Insane: Free Drug for Debilitating Disease Leaps to $375k a Year

Insane: Free Drug for Debilitating Disease Leaps to $375k a Year
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If you are fortunate enough to have good health insurance, you have probably looked at a pharmacy bill and breathed a sigh of relief that you don’t have to pay the full amount owed. You may have also questioned how on earth a bottle of pills could cost hundreds or even thousands of dollars. Here is the story of how one boy, stricken with a chronic autoimmune disorder, went from free to costing $375,000.

The pharmaceutical industry is bold in its efforts to ring every last dollar out of Americans, but you might be shocked at the lengths some pharmaceutical companies will go to make a big profit.

As an 18-year-old high school senior, Will Schuller was an avid runner, but he began noticing that his mile time kept slowing down. Within weeks of noticing this, Will, now a mechanical engineering student at the University of Tulsa, wasn’t able to run even half a mile.

Read: Merck Executive Explains Why Drug Prices are Out of Control

Will began struggling to even walk from the school parking lot to his classes and he became unable to exercise.

He said:

“Everyone knew I was this fit guy, and in just a matter of a month, you see me struggling to walk from one side of the hallway to the other. My sister would have to piggyback me up the stairs.”

It was at this point that Will’s parents pulled him out of school.

A neurologist eventually figured out what was wrong with Will. Right around Christmas 2014, Will was diagnosed with a rare neurological disorder called Lambert-Eaton Myasthenic Syndrome (LEMS).

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Dr. Ted M. Burns, a professor of neurology at the University of Virginia, explained that LEMS is “a chronic autoimmune disorder that affects strength and muscle fatigue ability.”

LEMS, a life-altering illness, affects about 3,000 people in the United States, according to Burns.

Until recently, a drug that treats LEMS was available free-of-charge for patients through a U.S. Food and Drug Administration (FDA) program called “compassionate use.”

As soon as Will tried the drug, called 3,4-diaminopyridine, or 3,4-DAP, he immediately felt better. So much better, in fact, that within 40 minutes of taking his first dose, he was on his feet and celebrating at the Mayo Clinic, where he was being treated.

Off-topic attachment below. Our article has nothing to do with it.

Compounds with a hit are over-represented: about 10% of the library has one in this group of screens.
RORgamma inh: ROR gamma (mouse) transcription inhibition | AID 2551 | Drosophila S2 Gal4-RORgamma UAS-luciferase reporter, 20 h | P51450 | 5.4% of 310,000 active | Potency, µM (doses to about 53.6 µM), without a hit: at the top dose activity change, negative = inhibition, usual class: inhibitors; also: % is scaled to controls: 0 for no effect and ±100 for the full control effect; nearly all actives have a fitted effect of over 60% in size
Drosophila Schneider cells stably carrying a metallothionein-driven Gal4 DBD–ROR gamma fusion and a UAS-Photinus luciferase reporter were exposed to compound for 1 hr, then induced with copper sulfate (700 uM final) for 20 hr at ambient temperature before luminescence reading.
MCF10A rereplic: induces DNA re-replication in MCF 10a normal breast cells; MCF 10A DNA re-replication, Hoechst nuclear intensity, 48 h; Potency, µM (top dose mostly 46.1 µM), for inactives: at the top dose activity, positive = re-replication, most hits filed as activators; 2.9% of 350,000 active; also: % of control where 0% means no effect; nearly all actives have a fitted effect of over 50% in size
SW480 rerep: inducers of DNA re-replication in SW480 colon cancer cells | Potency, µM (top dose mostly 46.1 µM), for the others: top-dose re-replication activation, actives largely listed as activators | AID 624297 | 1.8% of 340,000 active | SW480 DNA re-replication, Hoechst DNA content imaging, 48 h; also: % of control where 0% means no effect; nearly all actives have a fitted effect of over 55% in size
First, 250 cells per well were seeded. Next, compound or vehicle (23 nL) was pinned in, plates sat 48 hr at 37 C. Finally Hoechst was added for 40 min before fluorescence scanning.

Will’s mother, Ann Schuller, said:

“He skips out to the lobby. And we skip on down to the next appointment. And I’m with the wheelchair trying to follow him back down. I don’t believe in miracles. But that was pretty darn close to one. … It was a miracle drug, for sure.”

3,4-DAP was manufactured by Jacobus Pharmaceuticals, a small New Jersey company, from 1992 until just recently, when another company, Catalyst, received the exclusive rights to the drug. Catalyst added a preservative, changed the drug’s name to Firdapse, and started charging $375,000 a year for the medicine.

Burns said:

“This is not a story about innovation. This is a story about exploitation.”

Will’s parents knew a price increase was coming. The doctors at the Mayo Clinic warned them as much. But they were shocked beyond comprehension when they saw the new price tag on Firdapse.

Bob Schuller, Will’s dad, commented:

“We’re paying something dramatically less than that. But everyone’s premiums are going to go up as a result of this. So it’s a cost to the entire system.”

Read: Disgusting: Even Huge $11 Billion Fines Don’t Stop Big Pharma

Senator Bernie Sanders of Vermont fired off a stern letter to Catalyst in early February, demanding that the company explain the incomprehensible price hike, and called it “a blatant fleecing of American taxpayers.”

But Catalyst shows no signs of backing down.

During a conference call in December 2018, Catalyst CEO Patrick J. McEnany told investors:

“Our pricing strategy reflects our focus on ensuring broad and sustainable coverage from both private and public payers and assistance for payers in need.”

Catalyst claims that “most patients will pay approximately $10 out of pocket as a co-pay.”

Burns said that even though patients won’t actually have to pay the full $375,000 for the drug, Catalyst bought it “knowing that they could charge whatever they wanted if they got FDA approval.”

Will said:

“They could charge $10 million and I would have to find a way to pay for it. I don’t think I would be alive today without DAP. I would for sure be in a wheelchair.”

His mother questions why her insurance company has to pay so much for a drug that costs little to make.

“Is that really the kind of system we want to have?”

Source

NBC News

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